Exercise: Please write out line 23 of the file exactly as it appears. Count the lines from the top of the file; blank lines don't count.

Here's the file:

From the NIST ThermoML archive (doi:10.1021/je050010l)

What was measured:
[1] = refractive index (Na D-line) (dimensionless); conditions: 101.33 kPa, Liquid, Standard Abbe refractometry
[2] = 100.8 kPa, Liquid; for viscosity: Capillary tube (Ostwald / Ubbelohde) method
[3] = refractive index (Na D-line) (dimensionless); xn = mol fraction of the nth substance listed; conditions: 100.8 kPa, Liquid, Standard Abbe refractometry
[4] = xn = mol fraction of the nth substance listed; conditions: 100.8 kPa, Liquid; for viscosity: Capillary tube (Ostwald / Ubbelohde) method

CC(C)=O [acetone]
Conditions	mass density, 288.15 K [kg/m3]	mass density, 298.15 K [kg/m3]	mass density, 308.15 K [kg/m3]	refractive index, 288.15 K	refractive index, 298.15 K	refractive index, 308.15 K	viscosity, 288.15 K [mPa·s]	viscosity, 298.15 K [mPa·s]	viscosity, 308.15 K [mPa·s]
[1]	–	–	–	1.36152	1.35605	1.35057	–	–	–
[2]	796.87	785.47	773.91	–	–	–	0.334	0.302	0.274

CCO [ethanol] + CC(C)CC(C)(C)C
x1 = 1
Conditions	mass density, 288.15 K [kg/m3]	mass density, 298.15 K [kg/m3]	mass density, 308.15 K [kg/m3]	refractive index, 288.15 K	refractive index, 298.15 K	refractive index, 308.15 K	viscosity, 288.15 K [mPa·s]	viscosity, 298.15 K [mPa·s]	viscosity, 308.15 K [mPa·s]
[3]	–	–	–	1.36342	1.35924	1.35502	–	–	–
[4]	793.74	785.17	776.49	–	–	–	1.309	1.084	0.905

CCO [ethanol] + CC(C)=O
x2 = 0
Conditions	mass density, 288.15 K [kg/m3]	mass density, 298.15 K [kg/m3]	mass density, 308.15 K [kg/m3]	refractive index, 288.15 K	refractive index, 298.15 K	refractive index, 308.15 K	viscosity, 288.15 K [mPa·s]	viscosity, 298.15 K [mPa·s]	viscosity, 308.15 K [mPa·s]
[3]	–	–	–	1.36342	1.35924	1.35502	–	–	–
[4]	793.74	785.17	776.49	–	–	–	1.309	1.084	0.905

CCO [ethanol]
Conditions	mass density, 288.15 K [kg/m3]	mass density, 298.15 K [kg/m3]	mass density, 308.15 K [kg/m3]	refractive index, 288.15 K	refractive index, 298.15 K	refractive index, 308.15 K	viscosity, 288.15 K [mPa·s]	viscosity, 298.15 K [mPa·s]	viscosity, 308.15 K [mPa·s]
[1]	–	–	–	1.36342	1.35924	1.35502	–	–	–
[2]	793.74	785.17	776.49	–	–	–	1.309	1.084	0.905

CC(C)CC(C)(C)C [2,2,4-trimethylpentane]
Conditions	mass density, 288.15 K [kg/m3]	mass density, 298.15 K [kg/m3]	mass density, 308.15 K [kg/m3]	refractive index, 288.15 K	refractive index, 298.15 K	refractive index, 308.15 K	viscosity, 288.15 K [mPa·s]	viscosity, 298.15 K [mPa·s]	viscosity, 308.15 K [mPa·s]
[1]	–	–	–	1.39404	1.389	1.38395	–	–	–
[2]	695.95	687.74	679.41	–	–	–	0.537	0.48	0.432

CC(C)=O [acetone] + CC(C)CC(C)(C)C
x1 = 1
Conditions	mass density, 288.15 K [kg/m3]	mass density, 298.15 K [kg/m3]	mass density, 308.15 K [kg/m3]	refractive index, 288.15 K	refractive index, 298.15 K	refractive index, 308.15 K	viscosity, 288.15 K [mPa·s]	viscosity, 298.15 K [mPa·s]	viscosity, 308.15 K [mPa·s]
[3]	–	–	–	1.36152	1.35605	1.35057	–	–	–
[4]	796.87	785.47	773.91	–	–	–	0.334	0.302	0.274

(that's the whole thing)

[1]	–	–	–	1.36342	1.35924	1.35502	–	–	–